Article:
It’s still a tough job market for engineers, but the worst may be over for a profession buffeted by the economic crisis.
According to the results of the EE Times 2010 Salary & Opinion Survey, conducted in September, more than half of the responding engineers in North America and China and three-quarters of the respondents in India received a pay increase during the past year. Further, better than half of the more than 5,000 respondents to our global survey said they continued to earn bonuses. Rising compensation packages were unheard of as recently as a year ago—a period when many engineers were hanging on by their fingernails.
In North America, more than half of the three age groups surveyed (under 35, 35-49 and 50 and over) told us they had earned a bonus in the past year. At the high end, nearly 59 percent of North American respondents between the ages 35 and 49 said they had earned bonus pay. The percentage dropped to 50.6 percent for older engineers.
Annual bonuses in North America averaged between $1,000 and $10,000, with a surprisingly large percentage—around 21 percent—in all three age groups reporting figures at the higher end of that range.
The average base salary among the North American engineers surveyed totaled just over $100,000; annual compensation, including bonuses and overtime pay, averaged $107,300, according to our findings. North American engineers also reported the highest job satisfaction (64 percent) among the respondents.
Bonus totals for European engineers were similar, the survey found, with more than 50 percent of the respondents having received bonuses in the past year that were bunched between $1,000 and $10,000.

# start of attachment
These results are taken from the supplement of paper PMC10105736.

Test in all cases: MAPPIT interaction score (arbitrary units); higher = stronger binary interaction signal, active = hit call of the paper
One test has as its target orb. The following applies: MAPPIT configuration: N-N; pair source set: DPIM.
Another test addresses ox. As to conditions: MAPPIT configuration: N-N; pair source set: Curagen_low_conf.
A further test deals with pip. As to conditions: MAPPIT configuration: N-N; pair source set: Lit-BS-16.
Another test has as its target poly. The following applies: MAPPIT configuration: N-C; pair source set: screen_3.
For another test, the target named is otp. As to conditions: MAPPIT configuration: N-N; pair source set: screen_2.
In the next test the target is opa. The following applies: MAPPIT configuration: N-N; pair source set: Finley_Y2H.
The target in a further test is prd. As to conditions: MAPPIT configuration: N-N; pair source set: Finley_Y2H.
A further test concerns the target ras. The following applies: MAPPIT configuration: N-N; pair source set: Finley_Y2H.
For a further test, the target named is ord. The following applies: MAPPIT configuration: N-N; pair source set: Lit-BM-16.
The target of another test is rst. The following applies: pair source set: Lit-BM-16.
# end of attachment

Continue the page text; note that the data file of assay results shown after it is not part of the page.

In China and India (where base salaries for engineers in most cases remain far lower than in the other surveyed regions), bonus figures for Chinese engineers tracked those in North America and Europe, but India failed to keep pace. Only more experienced Indian engineers reported a greater percentage of bonus payments during the past year.
On the other hand, 72 percent of the Indian respondents saw their base salary increase over the past year, translating to a 7.8 percent average pay raise.
At the other end of the pay spectrum, 46 percent of the Japanese engineers surveyed reported a pay cut in the past year. That total surpassed the percentages so reporting in other regions, including Europe and China, by a whopping 40 percentage points.
While rising bonuses alone don’t prove that engineering salaries have either stabilized or are on their way up, this year’s survey marks the first time in several years that engineers in most of the regions studied received a bump in their annual compensation.